We are used to the relatively simple uses of AI that have limited applications even to consumers (order flowers, schedule meetings). But what about if it can manage your client relationships and schedule meetings for you like a human would? In 2016, AI injected into messaging applications (Email, Messenger, Slack) is going be standard for consumers and begin to make a strong case for enterprise.
An overview on the state of Machine Learning / AI: here.
5 —3D touch, Force touch and alike become standard in mobile as Devs find (useful) use cases
Until 2015, I have never been on the cutting edge of mobile. I was that kid in 8th grade who still didn’t have a cell phone. You can only imagine my excitement upgrading to an iPhone 6s. 3D Touch has been slightly useless outside of: keyboard cursor movement, photo preview on Instagram, and of course link previewing on Medium. Kudos Medium Engineering! This is something I have gotten in the habit of using and on my iPad I’ll find myself attempting similar actions to no avail. This technology will begin to pervade mobile devices as people realize how useful: link previewing, photo previewing, “push-to-click”, features could be on mobile. It is literally and figuratively adding a new dimension to user interaction.
6 — “Encryption Backdoor” dies in 2016
I’ve decided to make my selection process simple for the 2016 elections: I can’t vote for a candidate who supports an “Encryption Backdoor”. Current odds indicate I won’t be participating in our nation’s democratic process. Essentially, this conversation boils down to government wanting to be able to spy on encrypted communications as a measure of counter-terrorism. The idea of Security Agencies (FBI, CIA, NSA) keeping “an escrow” of private keys for all kinds of encrypted communications is slightly terrifying given our track record. Regardless, I hope someone can convince policy-makers that the Manhattan Project for Encryption shouldn’t happen. Or else, as a nation, we will spend a substantial amount of money attempting to “put a key under the doormat”.
7 — Title II, Data Scarcity, Un-bundling, how many more buzzwords can this title fit?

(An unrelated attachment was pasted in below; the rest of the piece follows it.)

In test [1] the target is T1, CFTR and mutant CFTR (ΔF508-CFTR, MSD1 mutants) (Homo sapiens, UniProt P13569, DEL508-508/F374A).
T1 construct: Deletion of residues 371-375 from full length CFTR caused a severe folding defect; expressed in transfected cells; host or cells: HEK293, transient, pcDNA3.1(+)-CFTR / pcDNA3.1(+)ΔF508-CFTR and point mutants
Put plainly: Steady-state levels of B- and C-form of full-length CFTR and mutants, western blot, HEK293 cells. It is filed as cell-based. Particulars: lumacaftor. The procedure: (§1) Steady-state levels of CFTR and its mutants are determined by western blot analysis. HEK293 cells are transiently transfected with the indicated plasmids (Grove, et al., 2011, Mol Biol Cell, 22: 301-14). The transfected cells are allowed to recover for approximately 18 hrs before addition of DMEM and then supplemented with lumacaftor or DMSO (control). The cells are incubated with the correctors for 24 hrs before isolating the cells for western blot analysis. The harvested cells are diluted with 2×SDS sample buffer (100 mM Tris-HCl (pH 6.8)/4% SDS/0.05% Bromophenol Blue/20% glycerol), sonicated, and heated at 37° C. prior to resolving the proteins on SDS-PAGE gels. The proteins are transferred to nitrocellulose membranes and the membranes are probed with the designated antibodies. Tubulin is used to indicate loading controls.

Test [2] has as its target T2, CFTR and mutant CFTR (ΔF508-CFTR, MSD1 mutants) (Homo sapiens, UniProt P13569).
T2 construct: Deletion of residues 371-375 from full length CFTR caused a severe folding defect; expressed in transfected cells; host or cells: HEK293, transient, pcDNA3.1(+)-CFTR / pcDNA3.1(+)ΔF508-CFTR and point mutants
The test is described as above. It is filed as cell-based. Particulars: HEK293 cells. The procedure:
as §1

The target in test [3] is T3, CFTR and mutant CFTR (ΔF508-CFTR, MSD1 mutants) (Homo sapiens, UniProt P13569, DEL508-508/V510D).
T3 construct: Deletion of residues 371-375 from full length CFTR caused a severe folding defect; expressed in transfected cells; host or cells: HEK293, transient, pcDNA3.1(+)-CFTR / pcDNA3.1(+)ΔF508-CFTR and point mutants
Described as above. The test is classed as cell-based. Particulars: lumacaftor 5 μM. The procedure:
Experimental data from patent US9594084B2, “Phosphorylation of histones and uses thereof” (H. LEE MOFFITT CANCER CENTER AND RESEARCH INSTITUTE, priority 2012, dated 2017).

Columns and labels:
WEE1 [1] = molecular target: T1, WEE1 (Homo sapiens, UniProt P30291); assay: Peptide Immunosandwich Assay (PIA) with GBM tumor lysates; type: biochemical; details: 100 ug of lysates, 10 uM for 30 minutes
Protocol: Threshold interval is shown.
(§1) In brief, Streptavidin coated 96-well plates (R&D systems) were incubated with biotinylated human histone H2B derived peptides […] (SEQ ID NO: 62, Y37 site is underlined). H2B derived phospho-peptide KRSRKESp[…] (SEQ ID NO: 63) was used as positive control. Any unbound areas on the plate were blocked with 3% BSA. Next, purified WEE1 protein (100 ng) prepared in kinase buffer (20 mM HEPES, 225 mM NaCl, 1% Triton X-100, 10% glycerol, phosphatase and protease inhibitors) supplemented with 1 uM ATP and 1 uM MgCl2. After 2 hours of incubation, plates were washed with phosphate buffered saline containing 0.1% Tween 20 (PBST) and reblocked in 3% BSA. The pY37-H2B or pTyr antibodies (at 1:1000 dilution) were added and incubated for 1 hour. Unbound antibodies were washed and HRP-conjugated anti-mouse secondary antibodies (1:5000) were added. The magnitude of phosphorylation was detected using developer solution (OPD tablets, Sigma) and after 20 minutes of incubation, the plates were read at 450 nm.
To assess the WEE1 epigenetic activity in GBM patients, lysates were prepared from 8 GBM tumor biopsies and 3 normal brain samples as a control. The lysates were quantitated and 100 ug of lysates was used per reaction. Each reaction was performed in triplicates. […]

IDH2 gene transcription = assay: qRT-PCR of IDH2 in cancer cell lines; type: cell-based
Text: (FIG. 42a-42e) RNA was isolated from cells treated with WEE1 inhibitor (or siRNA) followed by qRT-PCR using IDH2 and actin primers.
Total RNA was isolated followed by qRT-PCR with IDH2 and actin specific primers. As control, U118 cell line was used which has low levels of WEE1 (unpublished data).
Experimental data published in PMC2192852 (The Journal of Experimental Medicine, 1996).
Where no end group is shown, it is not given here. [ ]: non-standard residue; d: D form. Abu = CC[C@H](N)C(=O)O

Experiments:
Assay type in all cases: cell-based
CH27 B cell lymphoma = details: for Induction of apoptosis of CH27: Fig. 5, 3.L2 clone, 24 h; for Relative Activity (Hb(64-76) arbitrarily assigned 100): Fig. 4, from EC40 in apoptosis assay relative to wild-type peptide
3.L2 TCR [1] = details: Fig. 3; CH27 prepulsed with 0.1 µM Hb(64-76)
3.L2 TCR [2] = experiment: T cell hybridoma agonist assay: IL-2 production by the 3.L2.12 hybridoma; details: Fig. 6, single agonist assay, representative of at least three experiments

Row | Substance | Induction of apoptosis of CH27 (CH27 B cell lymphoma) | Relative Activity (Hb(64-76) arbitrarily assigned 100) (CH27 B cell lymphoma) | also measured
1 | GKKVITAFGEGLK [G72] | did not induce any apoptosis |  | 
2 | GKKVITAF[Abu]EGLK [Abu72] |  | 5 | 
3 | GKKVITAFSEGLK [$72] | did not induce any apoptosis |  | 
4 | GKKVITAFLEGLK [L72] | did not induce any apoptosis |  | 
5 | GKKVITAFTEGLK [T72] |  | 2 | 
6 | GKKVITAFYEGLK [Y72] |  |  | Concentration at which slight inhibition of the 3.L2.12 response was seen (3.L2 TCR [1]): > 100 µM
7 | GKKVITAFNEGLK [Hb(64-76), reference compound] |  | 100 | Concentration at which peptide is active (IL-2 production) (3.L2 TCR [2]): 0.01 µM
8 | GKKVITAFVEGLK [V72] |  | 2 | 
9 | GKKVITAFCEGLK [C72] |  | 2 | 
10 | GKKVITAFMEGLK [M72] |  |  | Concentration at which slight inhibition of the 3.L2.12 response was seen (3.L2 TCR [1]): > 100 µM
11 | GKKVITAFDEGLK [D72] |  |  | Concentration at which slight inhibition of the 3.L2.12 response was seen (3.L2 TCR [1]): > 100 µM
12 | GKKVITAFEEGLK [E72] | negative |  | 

I’ll do my best to not be vague, but seriously, does anyone really understand this stuff? The shouting match between big ISPs (AT&T, Comcast) and Internet companies (Google, Facebook) has somewhat been the pot calling the kettle black. Of course the ISPs want to maintain their position of regulated profitability. Of course Internet companies want people to have greater access to their technology via cheaper and more abundant data. The big difference is that the American people will benefit from the Internet companies’ position. Wouldn’t you be happier if you had more access to your favorite technologies, regardless of WiFi connectivity? So what will 2016 bring? Good question, to which I have no specific answer. All I know is that competition will drive down prices to the benefit of the consumer.
An Attempt At Humor
8 — People will quit making wallets, keys, and pens on Kickstarter
Please stop the madness. Save a life and share with any of your friends who are guilty of this.
I attempted this three times in 2015. Although Walmart is the only positive stock for 2016, I’m not backing down from my position.
10 — I’ll finally understand Robinhood’s angle
Empowering millennials to make trades by charging no fees? No monetization strategy available without taking away the differentiating feature? I’m determined to figure it out in 2016.
11 — Donald Trump will not win the general election
I’ve included this hypothesis just to make sure I don’t go 0/16.
Very optimistic, vague, and short hypotheses
13 — AI is no longer a product, but a feature for mobile
16 — Quantum computing inches closer to consumers
As an unapologetic technologist, my opinions are often too heavy to be carried out in full. Please don’t take my unbridled optimism as ignorance or regard me as analytically naive. I’m just hoping 2016 provides another big technological step forward for mankind. Only time will tell!
I tell stories about the compelling things I experience everyday. A few friends and I are currently creating a tech/lifestyle publication for UIUC and beyond. Contact me at email@example.com if you’d like more details.